• Finally, the trading commission (if there is any) can be another major disadvantage. If your cash is really to be used within 3 months or so, trading commission and spread can eat into your returns as one can imagine that cash reserved for 1 or less than 3 month use is probably not a large sum and commission can become a larger and meaningful percentage bite for your returns. 

The last point is important: basically, if your cash is needed within 3 months, the above ETFs are really not ideal for this purpose. On the other hand, if you need the capital for a longer period of time such as 6 months or 9 months, the above ETFs can be used. However, in the current rising rate environment, as every month passes by and it’s approaching to the time when it will be redeemed, one should to invest in a real money market fund or a fixed T Bills or CDs to avoid a late stage loss. This thus creates further hassles for investors. 

In conclusions, the so called ‘money market’ ETFs are not real money market mutual fund substitutes. They should be really used as what they are supposedly to be: only for cash they are needed for a longer period than 3 months. Unfortunately, for many average investors, if you have a choice, the best bet for your real short term cash is still a traditional money market fund or even a fixed maturity short term T Bill (such as one month) or broker CDs. On the other hand, if you are totally excluded from traditional money market funds for whatever reasons, you might want to consider using these ETFs for the purpose of a bit longer term holding. 

Market Overview

US stocks finally broke its historical high made in February this year. The current market internals are showing some short term upward momentum. US bonds are in a somewhat neutral trend while international and emerging market stocks are still in a negative trend. As always, we advocate managing one’s risk to a comfortable level in the current over valued and over extended situation. A tactical portfolio should enjoy the ride till the markets tell the otherwise while a strategic portfolio should be looked at more carefully to trim down excessive risk exposure.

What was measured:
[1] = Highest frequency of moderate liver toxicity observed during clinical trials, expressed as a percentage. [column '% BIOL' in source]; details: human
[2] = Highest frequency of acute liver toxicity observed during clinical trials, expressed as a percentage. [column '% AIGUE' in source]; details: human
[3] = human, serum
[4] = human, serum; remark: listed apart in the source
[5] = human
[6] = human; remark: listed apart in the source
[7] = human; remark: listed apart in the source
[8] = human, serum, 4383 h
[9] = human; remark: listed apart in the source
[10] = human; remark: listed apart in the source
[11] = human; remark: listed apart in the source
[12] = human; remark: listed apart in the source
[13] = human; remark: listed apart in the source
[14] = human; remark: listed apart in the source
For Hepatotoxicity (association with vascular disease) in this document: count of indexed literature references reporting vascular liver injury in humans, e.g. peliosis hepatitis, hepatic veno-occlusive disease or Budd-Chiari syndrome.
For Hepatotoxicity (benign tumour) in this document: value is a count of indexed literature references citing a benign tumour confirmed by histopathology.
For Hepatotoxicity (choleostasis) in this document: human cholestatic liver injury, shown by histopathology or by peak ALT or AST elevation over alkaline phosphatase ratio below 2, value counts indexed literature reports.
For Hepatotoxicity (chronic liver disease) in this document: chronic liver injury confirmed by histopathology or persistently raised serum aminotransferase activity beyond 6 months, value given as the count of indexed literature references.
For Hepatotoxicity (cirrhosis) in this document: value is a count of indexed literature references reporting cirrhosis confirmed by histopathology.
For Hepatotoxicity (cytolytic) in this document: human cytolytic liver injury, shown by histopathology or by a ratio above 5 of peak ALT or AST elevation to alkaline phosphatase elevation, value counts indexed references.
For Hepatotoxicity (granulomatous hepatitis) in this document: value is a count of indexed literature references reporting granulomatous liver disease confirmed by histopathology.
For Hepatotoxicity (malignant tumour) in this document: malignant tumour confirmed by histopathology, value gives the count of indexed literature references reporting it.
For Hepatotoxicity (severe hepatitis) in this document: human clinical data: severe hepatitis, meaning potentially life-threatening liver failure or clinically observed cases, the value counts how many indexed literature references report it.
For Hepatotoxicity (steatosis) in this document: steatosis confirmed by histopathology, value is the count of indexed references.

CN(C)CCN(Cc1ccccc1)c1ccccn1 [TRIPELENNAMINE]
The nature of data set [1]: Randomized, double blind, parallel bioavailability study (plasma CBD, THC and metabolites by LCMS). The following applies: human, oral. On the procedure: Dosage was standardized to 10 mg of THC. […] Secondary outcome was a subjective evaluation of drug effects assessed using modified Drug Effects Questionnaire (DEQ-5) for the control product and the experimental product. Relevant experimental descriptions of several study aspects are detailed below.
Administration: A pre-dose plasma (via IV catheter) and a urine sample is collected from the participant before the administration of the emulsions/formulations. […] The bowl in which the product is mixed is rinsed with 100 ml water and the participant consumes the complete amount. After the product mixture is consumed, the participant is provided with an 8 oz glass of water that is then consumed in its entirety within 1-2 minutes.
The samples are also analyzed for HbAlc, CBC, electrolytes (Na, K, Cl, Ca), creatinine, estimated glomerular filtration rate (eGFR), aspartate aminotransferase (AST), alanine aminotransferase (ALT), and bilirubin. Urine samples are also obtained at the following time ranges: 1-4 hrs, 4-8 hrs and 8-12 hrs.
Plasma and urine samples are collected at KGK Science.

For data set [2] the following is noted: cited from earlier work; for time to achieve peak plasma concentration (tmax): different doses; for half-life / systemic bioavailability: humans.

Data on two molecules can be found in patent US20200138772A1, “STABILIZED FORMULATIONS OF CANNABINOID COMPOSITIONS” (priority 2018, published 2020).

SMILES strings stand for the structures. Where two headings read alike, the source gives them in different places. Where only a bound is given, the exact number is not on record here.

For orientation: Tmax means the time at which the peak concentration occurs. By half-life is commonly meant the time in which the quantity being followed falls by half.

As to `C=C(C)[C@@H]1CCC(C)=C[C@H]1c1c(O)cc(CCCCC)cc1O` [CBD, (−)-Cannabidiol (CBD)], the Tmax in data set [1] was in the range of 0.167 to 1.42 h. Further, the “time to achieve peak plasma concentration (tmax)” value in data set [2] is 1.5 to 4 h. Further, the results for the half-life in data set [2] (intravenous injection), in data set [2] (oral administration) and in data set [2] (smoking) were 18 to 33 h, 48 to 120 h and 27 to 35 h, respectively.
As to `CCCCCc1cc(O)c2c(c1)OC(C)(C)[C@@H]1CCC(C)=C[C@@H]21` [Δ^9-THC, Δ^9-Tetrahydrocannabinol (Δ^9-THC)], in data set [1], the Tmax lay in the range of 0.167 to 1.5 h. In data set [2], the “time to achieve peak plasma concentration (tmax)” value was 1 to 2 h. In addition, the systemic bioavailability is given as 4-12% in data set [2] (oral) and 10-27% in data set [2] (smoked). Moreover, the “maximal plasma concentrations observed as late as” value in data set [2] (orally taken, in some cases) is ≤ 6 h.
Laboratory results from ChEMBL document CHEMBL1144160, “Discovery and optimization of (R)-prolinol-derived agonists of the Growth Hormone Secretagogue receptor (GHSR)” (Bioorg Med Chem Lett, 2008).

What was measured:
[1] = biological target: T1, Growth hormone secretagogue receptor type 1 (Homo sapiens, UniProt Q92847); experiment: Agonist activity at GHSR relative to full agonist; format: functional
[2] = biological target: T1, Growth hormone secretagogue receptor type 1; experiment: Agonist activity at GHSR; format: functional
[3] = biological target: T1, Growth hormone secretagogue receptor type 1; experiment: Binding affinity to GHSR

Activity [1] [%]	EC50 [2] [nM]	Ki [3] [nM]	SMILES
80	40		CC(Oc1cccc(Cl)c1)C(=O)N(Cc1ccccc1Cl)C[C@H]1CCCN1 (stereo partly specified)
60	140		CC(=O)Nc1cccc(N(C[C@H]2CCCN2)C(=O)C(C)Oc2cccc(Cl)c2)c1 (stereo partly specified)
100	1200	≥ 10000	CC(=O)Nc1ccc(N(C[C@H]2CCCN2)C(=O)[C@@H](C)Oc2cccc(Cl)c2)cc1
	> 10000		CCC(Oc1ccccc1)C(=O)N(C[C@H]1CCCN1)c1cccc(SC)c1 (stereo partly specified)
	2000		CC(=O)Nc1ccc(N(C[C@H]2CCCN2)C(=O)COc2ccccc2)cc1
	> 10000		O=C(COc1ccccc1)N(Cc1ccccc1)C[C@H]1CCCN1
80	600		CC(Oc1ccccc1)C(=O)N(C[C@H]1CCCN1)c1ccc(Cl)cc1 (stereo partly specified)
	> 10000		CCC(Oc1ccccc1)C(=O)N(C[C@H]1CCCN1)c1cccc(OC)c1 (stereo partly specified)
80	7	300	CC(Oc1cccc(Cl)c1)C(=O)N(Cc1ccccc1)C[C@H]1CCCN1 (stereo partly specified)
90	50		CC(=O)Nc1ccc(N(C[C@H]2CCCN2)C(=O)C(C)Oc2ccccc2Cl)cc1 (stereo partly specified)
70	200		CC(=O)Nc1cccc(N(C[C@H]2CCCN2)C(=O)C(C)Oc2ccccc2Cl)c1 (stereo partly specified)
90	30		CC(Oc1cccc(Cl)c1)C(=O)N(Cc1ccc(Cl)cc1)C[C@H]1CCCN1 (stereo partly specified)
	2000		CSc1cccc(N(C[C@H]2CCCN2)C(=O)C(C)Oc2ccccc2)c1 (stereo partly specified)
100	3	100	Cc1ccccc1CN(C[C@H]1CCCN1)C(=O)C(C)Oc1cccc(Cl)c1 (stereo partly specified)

For more detailed asset trend scores, please refer to 360° Market Overview

Now that the Trump administration has been in the office for more than a year, the economy and financial markets are in general still in a good shape. Whether the economy will continue to benefit from the supposedly trickle down of the tax cut, the deregulation, and the promised infrastructure spending remains to be seen.  On the other hand, stocks continued to ascend, regardless of the progress. Looking ahead, however, we remain convinced that markets will experience more volatilities at some point when reality finally sets in. 

In terms of investments, U.S. stock valuation is at a historically high level. It is thus not a good time to take excessive risk. However, we remain optimistic about U.S. economy in the long term and believe much better investment opportunities will arise in the future. 

We again would like to stress for any new investor and new money, the best way to step into this kind of markets is through dollar cost average (DCA), i.e. invest and/or follow a model portfolio in several phases (such as 2 or 3 months) instead of the whole sum at one shot.